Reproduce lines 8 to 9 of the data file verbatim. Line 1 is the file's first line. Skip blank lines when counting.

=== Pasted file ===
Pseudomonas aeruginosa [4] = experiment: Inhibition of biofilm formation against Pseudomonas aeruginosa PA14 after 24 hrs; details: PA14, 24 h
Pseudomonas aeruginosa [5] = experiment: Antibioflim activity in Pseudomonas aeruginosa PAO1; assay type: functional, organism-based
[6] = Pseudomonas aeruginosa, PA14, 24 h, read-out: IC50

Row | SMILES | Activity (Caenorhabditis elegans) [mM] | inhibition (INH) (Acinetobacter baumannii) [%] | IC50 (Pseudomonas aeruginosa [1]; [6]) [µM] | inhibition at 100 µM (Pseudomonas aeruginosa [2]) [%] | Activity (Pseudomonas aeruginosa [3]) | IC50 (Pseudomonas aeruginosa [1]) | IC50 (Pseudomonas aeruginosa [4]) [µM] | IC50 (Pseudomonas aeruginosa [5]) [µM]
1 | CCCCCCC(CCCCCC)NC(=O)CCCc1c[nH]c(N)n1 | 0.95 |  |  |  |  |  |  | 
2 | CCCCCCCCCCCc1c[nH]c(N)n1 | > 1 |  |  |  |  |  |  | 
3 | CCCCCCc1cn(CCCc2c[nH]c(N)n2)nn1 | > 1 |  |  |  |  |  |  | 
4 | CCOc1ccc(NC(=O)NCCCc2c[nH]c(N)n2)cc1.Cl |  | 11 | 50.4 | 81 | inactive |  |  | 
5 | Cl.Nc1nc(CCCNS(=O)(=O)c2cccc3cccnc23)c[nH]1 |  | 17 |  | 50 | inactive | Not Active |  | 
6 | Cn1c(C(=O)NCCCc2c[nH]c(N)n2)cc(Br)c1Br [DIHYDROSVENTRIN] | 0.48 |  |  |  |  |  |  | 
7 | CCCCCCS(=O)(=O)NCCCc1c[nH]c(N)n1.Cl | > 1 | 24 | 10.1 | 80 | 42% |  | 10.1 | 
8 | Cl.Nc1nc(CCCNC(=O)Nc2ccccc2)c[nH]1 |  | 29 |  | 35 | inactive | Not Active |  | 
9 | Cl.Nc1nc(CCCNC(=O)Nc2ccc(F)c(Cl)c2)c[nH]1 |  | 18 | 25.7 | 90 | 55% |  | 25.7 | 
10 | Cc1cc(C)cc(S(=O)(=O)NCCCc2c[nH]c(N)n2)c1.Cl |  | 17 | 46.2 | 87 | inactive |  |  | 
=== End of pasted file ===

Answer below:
4 | CCOc1ccc(NC(=O)NCCCc2c[nH]c(N)n2)cc1.Cl |  | 11 | 50.4 | 81 | inactive |  |  | 
5 | Cl.Nc1nc(CCCNS(=O)(=O)c2cccc3cccnc23)c[nH]1 |  | 17 |  | 50 | inactive | Not Active |  | 